But most of the loan officers just handed him applications, told him to fill them out and to send the papers in. Even a bank that had already loaned Mitchell money wasn't interested. He says he still doesn't know why his own bank turned him down.
"The craft [beer] industry is really strong and our sales were strong because of it," he says, still mystified by the cold reception he kept getting.
Mitchell's experience isn't uncommon. Banks remain hesitant to lend, and when they do, they are asking for more information and toughening requirements. It's a trend that is stalling the pace of lending to smaller companies.
PayNet, a company that analyzes commercial loans, has an index that tracks loan applications by small businesses. The index peaked in the fourth quarter of 2008 at 115 as the financial crisis hit and then dropped to 75 by the first quarter of 2010. Since then, it has fluctuated between 70 and 75.
But Mitchell's experience proves that there is some lending going on. He finally got the loans he wanted from M&T Bank. He met with several bank officials including the regional manager.
"They wanted to get the deal done," he says.
Stringent requirements • Before the recession, companies of all sizes were able to get loans like lines of credit, says Jeff Stibel, CEO of Dun & Bradstreet Credibility Corp., a service that evaluates the creditworthiness of businesses. These days, the most successful borrowers are ones that are almost medium-sized, he says. Generally, according to the Small Business Administration, a small business has fewer than 500 employees.
When banks do grant loans, the requirements are tougher. Often the company has to meet higher revenue and profit levels to get loans and to avoid paying them back early. Surviving the recession isn't going to score extra points with bankers, he says.
"They need to be making money, have sizeable revenue, longevity they have to have survived a handful of recessions, not just one," Stibel says.
Someone hoping to buy a well-established franchise also will find it hard to borrow, Stibel says. People looking to borrow funds for a franchise need to show a record of success as a business owner or guarantee that they will repay a loan out of their personal funds.
Generous terms • Even though it's harder to get a loan, successful applicants may find that some of the terms are more relaxed.
Loans are averaging 56 months in length, up from the low 50s during the recession, says William Phelan, president of PayNet. Borrowers also are benefiting from low interest rates as the Federal Reserve keeps its benchmark interest rate close to zero.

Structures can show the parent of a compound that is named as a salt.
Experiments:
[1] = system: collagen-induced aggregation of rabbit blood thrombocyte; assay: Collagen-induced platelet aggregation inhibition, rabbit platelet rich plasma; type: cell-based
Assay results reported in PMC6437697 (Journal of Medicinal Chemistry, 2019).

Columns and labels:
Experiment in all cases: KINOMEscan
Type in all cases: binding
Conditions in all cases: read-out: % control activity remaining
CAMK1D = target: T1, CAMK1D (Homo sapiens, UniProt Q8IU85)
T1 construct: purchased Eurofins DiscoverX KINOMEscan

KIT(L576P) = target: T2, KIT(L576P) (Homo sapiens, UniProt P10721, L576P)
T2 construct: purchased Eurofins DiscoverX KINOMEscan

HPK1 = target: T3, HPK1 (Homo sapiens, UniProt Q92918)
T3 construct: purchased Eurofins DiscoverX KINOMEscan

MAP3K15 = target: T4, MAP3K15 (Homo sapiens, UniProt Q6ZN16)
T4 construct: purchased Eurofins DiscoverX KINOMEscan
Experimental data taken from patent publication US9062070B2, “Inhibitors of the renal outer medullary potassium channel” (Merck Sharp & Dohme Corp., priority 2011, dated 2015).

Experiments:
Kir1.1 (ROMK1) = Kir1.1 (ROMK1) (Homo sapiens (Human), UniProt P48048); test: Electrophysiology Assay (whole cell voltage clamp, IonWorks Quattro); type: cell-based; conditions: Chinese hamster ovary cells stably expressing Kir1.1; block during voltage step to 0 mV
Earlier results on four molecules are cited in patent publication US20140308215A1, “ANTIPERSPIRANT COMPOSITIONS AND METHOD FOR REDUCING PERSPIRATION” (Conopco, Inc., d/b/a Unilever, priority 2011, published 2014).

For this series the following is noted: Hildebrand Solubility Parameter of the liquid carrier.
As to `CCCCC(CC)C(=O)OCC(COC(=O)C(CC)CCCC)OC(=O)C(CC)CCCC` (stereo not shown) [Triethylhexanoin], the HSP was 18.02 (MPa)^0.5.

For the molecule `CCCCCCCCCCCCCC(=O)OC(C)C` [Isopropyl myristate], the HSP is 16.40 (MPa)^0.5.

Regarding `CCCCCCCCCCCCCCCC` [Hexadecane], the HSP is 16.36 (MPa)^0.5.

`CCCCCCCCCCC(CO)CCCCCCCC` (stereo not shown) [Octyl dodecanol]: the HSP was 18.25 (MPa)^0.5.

Still, would-be borrowers are not lining up at the door. Many remain skittish after the recession and are uncertain about the economic recovery. According to The Hartford's Small Business Pulse study, only 20 percent of the small business owners it surveyed feel "very optimistic" about the economy.
"You just don't see demand," Phelan says.
However, there are some lending bright spots. Agricultural businesses and the companies that serve them are more likely to get loans because their business is seen as more recession-proof, Phelan says. Transportation and construction companies are not attractive to bankers because they were among the hardest hit in the recession.
Some success • There probably isn't a sure-fire formula to follow to get a loan. But owners who have taken out loans recently were successful because they had built a relationship with bankers over time or they put together an application package that went well beyond the basics that a bank requires.
"You don't just ready, fire, borrow," says Kathryn Petty, who has gotten three loans totaling $300,000 in the last year from her long-time community banker and from a national bank. "You need to be ready and you need to communicate [with bank officers] along the way."
Petty, president of White Lion Tea, a manufacturer and retailer of teas in Scottsdale, Ariz., says the long-term relationship she had with her local bank made the process easier. But she also believes she was able to get loans because she had prepared a cost-benefit analysis that told bankers what she would do with the money, how it would help her business and in turn, how it would help her pay them back.
One loan officer told her, "you've done all my homework."
Joyce Rosenberg writes about small business for The Associated Press